CDC is not responsible for Section 508 compliance (accessibility) on other federal or private website. Linking to a non-federal website does not constitute an endorsement by CDC or any of its employees of the sponsors or the information and products presented on the website. What to do after an earthquake; What to do before an earthquake - be prepared! What's going on outside? An earthquake is the sudden, rapid shaking of the earth, caused by the breaking and shifting of subterranean rock. You are … Outside isn't safer than inside, if you stand next to power lines, streetlights, … Stay away from buildings (stuff might fall off the building or the building could fall on you). Do not use match-stick, candles, or any flame during or after An ... 2. Saving Lives, Protecting People, Natural Disasters, Severe Weather, and COVID-19, American Red Cross – Checking Your Home: Structural Elements, Preventing Carbon Monoxide Poisoning After an Emergency, protect yourself from animals or pests after a disaster, keep food and water safe after a disaster, take care of your emotional health after a disaster, National Center for Environmental Health (NCEH), Agency for Toxic Substances and Disease Registry (ATSDR), National Center for Injury Prevention and Control (NCIPC), Office of Public Health Preparedness and Response (OPHPR), Natural Disasters and COVID-19: Preparedness Information for Specific Groups, COVID-19 Resources for Professionals & Emergency Workers, Reduce Exposure to Wildfire Smoke during the COVID-19 Pandemic, Generic Plans for COVID-19 Specimen Testing and Management During a Hurricane, Protecting Vulnerable Groups from Extreme Heat, Information for Professionals and Response Workers, Information for Organized Sporting Events, Epidemiologic Methods for Relief Operations, How to Help Loved Ones in Hurricane-Affected Areas, Resources for Emergency Health Professionals, Fact Sheet: Protection from Animal and Insect Hazards, Clinical Guidance for Carbon Monoxide Poisoning, CO Poisoning: Flyers and Educational Materials, Checklist for Reopening Healthcare Facilities, Prevent Illness and Injury After a Disaster, Immunization Recommendations for Individuals, Immunization Recommendations for Responders, Preventing Chain Saw Injuries During Tree Removal After a Disaster, Coping with a Disaster or Traumatic Event, Coping After a Natural Disaster: Resources for Teens, Finding a New Normal: Life After a Natural Disaster, Healthy Ways to Deal with Stress after a Natural Disaster, Helping Teens Cope After a Natural Disaster, Resources for State and Local Governments, Emergency Responders: Tips for taking care of yourself, Infection Control Guidance for Community Evacuation Centers, Respiratory Infections in Evacuation Centers, Medical Management and Patient Advisement, Human Trafficking in the Wake of a Disaster, Guidelines for a Diapering Station in Evacuation Centers, Interim Guidelines for Animal Health and Control of Disease Transmission in Pet Shelters, U.S. Department of Health & Human Services.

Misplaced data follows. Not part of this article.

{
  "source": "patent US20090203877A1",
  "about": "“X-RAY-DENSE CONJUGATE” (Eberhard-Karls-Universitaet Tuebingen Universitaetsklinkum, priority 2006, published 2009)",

Seek Out Power Lines. The water could still shut off and you'll want to have a supply in case you're without running water for an extended period of time. If the tap water in your home is working after an earthquake hits, fill up your bathtub and any other containers you can find. 3.
Coping with these feelings and getting help when you need it will help you, your family, and your community recover from a disaster. Outside isn't safer than inside, if you stand next to power lines, streetlights, … If you must use candles, keep them away from anything that can catch fire. If driving, move away from overpasses, stop slowly in a safe area, and stay in your vehicle. If your bed is under a heavy light fixture that might fall, move someplace safe.